More woke than Coke: Pepsi slammed for tone-deaf protest ad

 

More woke than Coke: Pepsi slammed for tone-deaf protest ad

More woke than Coke: Pepsi slammed for tone-deaf protest ad

Pepsi and Kendall Jenner just want the riot police to relax. But unlike an ice-cold refrigerator, the Internet has zero cold.

You remember where you were.

The day you walked alongside Martin Luther King. The countless hours you spent occupying Wall Street. That time Kendall Jenner gave you a Pepsi…

The beverage company is facing a massive backlash on social media over its latest ad, featuring model Kendall Jenner, which critics have slammed for cheapening civil protest in the name of selling cola.

The 30-second spot starts as typical ad-land fair. Kendall Jenner is at a photoshoot when protesters start walking by her down the street. So the model/Instagrammer/reality star/all-round Slashie ditches her wig and makeup (stars! They’re just like us!) and joins the protest.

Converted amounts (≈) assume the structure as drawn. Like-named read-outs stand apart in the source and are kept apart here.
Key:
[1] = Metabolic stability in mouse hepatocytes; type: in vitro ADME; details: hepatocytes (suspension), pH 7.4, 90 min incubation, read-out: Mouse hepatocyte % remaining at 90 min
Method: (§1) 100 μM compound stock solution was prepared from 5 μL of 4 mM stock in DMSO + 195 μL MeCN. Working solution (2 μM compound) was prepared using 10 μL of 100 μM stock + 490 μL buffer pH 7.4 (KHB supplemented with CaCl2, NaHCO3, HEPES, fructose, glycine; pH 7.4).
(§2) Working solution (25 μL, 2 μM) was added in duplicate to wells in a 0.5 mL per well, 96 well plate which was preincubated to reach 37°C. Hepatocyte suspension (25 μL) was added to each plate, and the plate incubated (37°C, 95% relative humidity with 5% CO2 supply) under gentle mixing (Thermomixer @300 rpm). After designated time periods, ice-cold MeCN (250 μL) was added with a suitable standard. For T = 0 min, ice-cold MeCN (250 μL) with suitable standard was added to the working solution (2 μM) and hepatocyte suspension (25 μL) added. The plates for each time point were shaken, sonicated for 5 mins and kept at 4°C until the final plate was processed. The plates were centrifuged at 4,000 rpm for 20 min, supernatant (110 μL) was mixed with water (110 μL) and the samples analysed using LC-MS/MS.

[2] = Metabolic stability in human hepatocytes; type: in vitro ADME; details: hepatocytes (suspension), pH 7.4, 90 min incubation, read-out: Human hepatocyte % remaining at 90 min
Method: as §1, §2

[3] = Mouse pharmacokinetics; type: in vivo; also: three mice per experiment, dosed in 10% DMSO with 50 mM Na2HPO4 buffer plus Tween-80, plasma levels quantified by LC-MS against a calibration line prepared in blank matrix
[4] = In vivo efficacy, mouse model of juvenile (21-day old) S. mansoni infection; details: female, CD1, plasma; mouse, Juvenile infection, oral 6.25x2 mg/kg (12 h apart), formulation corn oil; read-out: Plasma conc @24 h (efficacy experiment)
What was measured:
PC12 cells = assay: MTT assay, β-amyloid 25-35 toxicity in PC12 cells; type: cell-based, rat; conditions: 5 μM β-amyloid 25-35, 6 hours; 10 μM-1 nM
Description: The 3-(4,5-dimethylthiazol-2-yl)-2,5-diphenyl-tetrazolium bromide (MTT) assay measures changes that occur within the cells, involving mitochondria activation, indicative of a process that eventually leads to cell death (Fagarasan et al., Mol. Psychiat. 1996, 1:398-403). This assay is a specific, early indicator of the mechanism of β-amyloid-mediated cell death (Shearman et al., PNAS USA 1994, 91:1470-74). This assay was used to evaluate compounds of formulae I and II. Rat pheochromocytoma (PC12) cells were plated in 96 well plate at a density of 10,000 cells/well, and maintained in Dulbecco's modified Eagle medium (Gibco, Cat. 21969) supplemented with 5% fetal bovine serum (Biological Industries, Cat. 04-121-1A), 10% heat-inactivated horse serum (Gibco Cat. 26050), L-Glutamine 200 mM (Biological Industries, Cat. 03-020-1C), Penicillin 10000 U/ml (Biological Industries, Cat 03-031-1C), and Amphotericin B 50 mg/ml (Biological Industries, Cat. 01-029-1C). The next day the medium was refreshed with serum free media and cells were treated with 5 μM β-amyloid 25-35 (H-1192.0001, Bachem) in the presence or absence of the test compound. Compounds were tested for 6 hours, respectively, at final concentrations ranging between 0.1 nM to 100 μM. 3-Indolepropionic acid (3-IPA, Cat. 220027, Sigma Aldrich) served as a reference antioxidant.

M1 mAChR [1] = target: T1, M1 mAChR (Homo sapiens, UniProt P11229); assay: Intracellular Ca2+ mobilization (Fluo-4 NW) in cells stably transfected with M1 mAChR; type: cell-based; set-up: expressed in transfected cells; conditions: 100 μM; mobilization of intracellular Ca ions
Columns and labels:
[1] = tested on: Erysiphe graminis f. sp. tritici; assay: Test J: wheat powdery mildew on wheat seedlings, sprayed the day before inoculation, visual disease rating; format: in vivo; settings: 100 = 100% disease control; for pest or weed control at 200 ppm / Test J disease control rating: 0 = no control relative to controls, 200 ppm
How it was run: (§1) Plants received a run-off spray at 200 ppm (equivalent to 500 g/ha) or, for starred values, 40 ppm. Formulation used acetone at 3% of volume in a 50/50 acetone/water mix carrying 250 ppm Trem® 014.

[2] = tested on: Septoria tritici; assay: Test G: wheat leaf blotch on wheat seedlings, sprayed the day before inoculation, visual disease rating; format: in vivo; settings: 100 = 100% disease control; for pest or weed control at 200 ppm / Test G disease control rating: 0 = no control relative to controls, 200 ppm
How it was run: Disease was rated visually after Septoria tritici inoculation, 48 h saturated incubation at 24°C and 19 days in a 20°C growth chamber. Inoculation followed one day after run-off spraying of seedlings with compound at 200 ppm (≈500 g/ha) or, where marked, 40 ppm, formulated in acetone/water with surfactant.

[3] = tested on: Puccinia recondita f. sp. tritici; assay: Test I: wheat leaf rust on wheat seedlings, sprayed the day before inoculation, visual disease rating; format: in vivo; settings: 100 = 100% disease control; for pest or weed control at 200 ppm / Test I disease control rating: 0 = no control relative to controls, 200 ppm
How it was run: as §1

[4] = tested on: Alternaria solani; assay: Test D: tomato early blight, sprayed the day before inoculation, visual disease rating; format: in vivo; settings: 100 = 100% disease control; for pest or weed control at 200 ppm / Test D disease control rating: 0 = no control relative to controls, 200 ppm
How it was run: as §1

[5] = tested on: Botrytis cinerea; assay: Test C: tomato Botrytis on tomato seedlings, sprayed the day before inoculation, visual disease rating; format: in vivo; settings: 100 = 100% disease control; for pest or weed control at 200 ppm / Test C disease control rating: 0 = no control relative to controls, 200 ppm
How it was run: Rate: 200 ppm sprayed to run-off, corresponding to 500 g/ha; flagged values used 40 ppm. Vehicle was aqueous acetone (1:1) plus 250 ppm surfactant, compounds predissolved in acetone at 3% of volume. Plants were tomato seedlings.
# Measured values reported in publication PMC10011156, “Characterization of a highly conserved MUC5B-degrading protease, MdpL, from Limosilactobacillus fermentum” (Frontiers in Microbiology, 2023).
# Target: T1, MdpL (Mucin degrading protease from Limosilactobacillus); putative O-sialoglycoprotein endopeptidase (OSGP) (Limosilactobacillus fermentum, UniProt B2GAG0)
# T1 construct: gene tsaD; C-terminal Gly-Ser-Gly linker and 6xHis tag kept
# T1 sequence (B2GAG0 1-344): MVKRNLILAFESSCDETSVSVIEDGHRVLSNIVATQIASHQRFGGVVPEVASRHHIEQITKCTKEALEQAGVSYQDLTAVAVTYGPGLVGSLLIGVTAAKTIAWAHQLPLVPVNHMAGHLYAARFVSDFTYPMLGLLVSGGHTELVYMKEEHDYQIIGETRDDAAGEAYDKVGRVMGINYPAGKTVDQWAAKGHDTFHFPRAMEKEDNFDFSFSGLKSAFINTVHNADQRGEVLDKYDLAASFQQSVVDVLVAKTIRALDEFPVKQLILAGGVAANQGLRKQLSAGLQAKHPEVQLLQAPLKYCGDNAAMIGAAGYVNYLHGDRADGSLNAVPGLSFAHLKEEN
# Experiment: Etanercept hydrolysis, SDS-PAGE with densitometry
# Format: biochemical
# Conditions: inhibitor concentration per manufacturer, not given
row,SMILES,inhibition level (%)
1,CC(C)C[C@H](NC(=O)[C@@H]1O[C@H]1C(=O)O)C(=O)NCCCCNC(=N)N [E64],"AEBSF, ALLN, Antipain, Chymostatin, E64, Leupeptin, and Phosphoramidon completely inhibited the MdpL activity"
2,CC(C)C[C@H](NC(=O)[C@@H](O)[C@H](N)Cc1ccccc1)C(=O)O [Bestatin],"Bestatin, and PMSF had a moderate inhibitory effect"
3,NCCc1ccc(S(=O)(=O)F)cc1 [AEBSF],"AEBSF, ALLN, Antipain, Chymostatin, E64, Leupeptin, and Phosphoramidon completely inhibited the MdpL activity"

But when Jenner breaks free from the masses and stares down a line of riot police, that’s when we start to get a little nervous. She has the solution! Give the fuzz some Pepsi and suddenly this protest is chill AF — thanks to the joy of Pepsi-Cola.

Sure, the protest is more vanilla than a spin-off from a rival cola brand.                                                                                     

There is no reason why brands can not get policies. Airbnb and Audi used their airtime in the Super Bowl to call for acceptance and equality in modern society, while Cadillac headed “a divided nation” with an Oscar ad.

But the reaction against Pepsi has been quick, with the Color of Change campaign specifically calling on the brand to use images “exploiting black women’s activism.”

More woke than Coke: Pepsi slammed for tone-deaf protest ad

Pepsi has defended the announcement, saying in a statement: “This is a global announcement that reflects people from different lifestyles who come together in a spirit of harmony, and we believe it is an important message to convey.”

Whether it is a commercial in a modern generation or the appropriation of tone-deaf, we have certainly learned one thing from this: There is nothing as refreshing as dismantling the tools of systemic injustice.

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